FPGAs are a multibillion-dollar business, characterized by suppliers like Xilinx, MicroChip, Texas Instruments and Cypress Semiconductor. So why are they reliant on a single source for copper-wrapped solder column attachment?
And not just any source. Six Sigma is a small, founder-run Silicon Valley-based company. For more than 30 years, it has performed a variety of third-party services, including solder dipping, BGA reballing, and solderability testing. It also happens to be the sole supplier of copper-wrapped solder column attachment services to the major FPGA vendors. And according to industry watchers, that leaves the supply chain in something of a pickle.
The risk with any sole source is something happens that affects their ability to make deliveries. Such an outcome would spell disaster for the high-rel companies that use column grid arrays (CGAs). And loss of access to the unique copper-wrapped columns used in key programs, including military and space, would put those applications at severe risk.
As veteran engineers know, sometimes less is more, and a lot faster.
Our industry is noted for spectacular new technology that eclipses everything around it at breathtaking speed. As exciting and noteworthy as those technologies may seem, however, success more often moves in ways and at speeds akin to the proverbial turtle. Patience pays.
The virtue of patience struck me while attending a regional industry event. The afternoon included technical presentations and a tour of an advanced manufacturing facility. The tour was conducted by energetic, sharp, intelligent young engineers who were excited and proud to show off the fruits of their labors. The facility did not have the latest equipment, but these innovative young bucks set up the equipment to take full advantage of the latest in holistic ergonomic advances, lean material logistics, and had a connected digital ecosystem that would make any Industry 4.0 proponent proud.
Automation and faster amortization should mean lower costs.
PCB manufacturers often include nonrecurring engineering (NRE) and electrical test (ET) charges in quotes, in addition to the piece price. During my training sessions for board buyers, I am frequently asked how to avoid those charges.
It’s a good question.
When I started in this industry some – ahem – 30 years ago, NRE charges were approximately $100 per conductive layer, meaning a 4-layer PCB was $400; a 6-layer PCB was $600, and so on. Back then, it took a lot of labor hours to create manufacturing files from a piece of original artwork, as nothing was as digital as it is today.
Measuring BGA joints can reveal process problems.
This month we show variation in the size of the solder joints on a section of a BGA. Measuring variation on solder ball size after reflow is useful. Even better is when measurements are taken automatically with an x-ray system, as this provides a good comparison tool between NPI and production builds.
Measuring NPI build, and saving the measurement data, provides a good point of reference when problems are seen on a build. It is also useful when moving between contractors or in the event of changes due to other process modifications.
Workers need to understand the “why” of manufacturing and how to manage processes.
The pace of technological change continues to increase. Products are getting smaller and more challenging to build. The increased levels of automation needed to build those products are driving a need to rethink the role of the personnel associated with those machines. The worker who fills those new jobs needs to understand the “why” of manufacturing and have the critical thinking skills to manage processes rather than just run machines.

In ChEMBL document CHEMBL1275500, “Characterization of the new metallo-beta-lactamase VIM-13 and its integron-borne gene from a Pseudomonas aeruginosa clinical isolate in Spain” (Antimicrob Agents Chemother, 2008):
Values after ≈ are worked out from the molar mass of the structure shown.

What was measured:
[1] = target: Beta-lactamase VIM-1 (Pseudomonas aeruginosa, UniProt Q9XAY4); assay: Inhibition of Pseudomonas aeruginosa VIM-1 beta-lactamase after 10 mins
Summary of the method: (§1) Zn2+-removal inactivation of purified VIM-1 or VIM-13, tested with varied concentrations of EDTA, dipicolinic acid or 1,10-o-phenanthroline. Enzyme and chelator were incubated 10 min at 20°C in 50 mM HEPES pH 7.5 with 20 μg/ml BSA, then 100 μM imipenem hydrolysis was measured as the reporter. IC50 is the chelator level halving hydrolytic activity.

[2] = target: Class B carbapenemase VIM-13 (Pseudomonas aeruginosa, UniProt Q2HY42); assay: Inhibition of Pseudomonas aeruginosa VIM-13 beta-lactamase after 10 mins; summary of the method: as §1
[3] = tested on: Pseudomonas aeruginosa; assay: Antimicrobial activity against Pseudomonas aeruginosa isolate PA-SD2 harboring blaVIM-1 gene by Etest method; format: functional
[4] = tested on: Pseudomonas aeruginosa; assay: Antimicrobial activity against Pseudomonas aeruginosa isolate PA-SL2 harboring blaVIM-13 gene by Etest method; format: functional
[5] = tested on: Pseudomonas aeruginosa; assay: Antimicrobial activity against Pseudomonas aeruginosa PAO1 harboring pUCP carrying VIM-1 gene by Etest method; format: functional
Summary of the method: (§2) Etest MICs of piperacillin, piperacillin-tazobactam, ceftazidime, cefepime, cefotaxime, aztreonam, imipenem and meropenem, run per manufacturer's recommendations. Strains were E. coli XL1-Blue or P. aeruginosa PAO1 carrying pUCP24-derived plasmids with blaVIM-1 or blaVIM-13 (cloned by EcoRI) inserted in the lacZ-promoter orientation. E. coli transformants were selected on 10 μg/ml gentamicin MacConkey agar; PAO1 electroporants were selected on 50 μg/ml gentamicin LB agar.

One example of this role rethinking is happening at Burton Industries, an electronics manufacturing services (EMS) provider whose primary manufacturing facility is in Michigan’s Upper Peninsula.
Achieving printing nirvana is largely dependent on solder paste material, print speed and deposit release.
Ahhhhh … screen printing utopia. We process engineers strive for this existence. In a perfect process, printed solder paste would emerge from the stencil as exact replicas of the aperture shape: nice, flat, brick-like deposits. And, while modern printers and advanced materials get us close, solder paste is still, well, solder paste. The materials are not inks; they have a grain structure that is getting smaller in size and distribution and is suspended in flux. Try as we might, with these particles, there will be material undulation at best, and flat paste surfaces will likely never be a certainty.
With printing, we must be pragmatic. It’s not a digital process, and many variables come into play. The goal, of course, is to fill all the apertures on the stencil fully with solder paste to obtain the best deposit shape and volume possible. This is easier said than done, as the range of aperture sizes across a stencil can be broad, with 1mm square, 300µm and 200µm openings next to one another. Each of those apertures – from the very large to the very small – must be filled. Since printing with different thickness stencils is a nonstarter (generally and practically speaking), compromise is required, and that challenges our utopian ideal. Squeegee pressure, stencil thickness, print speed and separation speed must be balanced to accommodate variations in required deposit sizes. When all inputs aren’t optimized and in perfect balance, solder deposit shape differences can have the potential to introduce process problems. Known in the printing world as “dog ears” on square or rectangular deposits and “witch hats” on circular deposits (FIGURE 1), these solder paste deposit peaks may be defect bugbears, especially in the world of high-density, miniaturized assemblies.